May 14, 2009
Has the recession improved your job in some way?
File this under bittersweet silver linings: The recession has had at least one positive effect on the jobs of 77 percent of workers who are still employed, according to a survey announced this month by staffing firm Accountemps.
In a national poll of U.S. adults working full time or part time, Accountemps found that 53 percent had been able to take on new projects, 52 percent had gained more responsibility at work, and 52 percent had received more challenging assignments from their superiors.
Workers also reported that they're having more interactions with key players these days: 44 percent told Accountemps they're rubbing elbows with management more than they used to, and 38 percent said they're dealing directly with clients or customers more.
Of course, additional responsibility and visibility at work often comes with additional pressure, stress, hours, and expectations that you'll be tethered by some digital leash or other. And it's no secret that all these added duties are being doled out to compensate for deep staff cuts, with little support in place for those being asked to step up and fill in the gaps.
In other words, your job just got more interesting and your skill set more impressive, but your work/life balance may very well be plummeting.
It's no surprise that only 12 percent of the workers Accountemps surveyed had received a promotion during this recession, despite their evolving (and/or exponentially expanding) job descriptions.
Obviously a company asking its workers to assume more responsibility on a smaller budget isn't going to run around doling out raises -- at least not until this nasty recession's in the rearview mirror. But employers can reward the workers they're asking more of in other ways: telecommuting privileges, flexible hours, heaping amounts of praise, a prime parking spot, or a relaxed dress code, to name a few.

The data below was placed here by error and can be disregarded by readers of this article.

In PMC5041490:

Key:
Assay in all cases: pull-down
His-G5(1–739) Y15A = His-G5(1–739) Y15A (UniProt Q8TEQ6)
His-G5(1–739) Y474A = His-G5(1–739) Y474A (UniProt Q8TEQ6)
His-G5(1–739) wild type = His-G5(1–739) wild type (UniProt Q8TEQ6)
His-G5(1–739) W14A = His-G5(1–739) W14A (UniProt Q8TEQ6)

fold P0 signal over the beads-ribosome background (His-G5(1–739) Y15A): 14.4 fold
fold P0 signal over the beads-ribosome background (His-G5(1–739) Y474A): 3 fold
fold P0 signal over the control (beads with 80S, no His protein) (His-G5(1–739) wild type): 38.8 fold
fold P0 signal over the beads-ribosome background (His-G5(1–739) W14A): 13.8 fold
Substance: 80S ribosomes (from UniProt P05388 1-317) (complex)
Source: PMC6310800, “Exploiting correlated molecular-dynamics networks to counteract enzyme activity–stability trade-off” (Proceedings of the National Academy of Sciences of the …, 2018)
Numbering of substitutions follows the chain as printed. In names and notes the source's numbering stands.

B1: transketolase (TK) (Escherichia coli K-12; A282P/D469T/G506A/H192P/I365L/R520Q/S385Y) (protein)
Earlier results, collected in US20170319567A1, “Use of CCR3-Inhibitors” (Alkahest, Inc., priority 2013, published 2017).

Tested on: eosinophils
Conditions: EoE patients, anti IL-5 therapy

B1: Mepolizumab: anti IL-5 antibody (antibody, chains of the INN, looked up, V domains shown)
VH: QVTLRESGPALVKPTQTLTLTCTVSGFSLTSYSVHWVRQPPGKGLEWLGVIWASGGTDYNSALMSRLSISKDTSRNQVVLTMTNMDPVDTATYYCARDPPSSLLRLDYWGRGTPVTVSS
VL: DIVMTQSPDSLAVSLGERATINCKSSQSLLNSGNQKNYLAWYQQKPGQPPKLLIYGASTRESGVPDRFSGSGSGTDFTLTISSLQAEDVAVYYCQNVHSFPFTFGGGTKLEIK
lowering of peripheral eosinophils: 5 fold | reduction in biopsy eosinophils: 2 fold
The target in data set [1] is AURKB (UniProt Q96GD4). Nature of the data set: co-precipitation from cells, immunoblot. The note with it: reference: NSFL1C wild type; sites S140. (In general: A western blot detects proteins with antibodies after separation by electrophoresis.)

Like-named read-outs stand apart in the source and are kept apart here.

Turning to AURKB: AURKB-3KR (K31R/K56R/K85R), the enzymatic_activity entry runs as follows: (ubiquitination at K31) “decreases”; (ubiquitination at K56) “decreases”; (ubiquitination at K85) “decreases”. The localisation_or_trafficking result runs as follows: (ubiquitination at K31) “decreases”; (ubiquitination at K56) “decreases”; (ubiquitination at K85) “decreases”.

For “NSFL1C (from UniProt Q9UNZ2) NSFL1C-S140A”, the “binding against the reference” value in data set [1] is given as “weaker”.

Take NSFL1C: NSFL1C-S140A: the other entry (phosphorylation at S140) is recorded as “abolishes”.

Employees, if your job description's seen some changes for the better (no matter how wee) since the economy went funny and your employer started cutting budgetary corners, I'd love to hear from you. What do you like better about your job now, and how is your employer recognizing your added contributions?
Managers and executives, how about you? If you've been asking more of your people lately, what low-cost ways have you found to show them your appreciation?
Karen Burns is the author of The Amazing Adventures of Working Girl, a career guide based on her 59 jobs over 40 years in 22 cities.
Kristen Fife is a senior recruiter, career mentor, blogger and resume consultant based in the Seattle area.
Lisa Quast is a certified career coach, mentor, business consultant, former corporate executive and author based in the Seattle area.
Randy Woods writes about job-search tools, networking techniques and other tips to help you land your dream job.
Matt Youngquist is the president of Career Horizons, a career counseling firm.
Natalie Singer is a Seattle writer, editor and small-business owner.
Michelle Goodman is the author of "My So-Called Freelance Life" and "The Anti 9-to-5 Guide."
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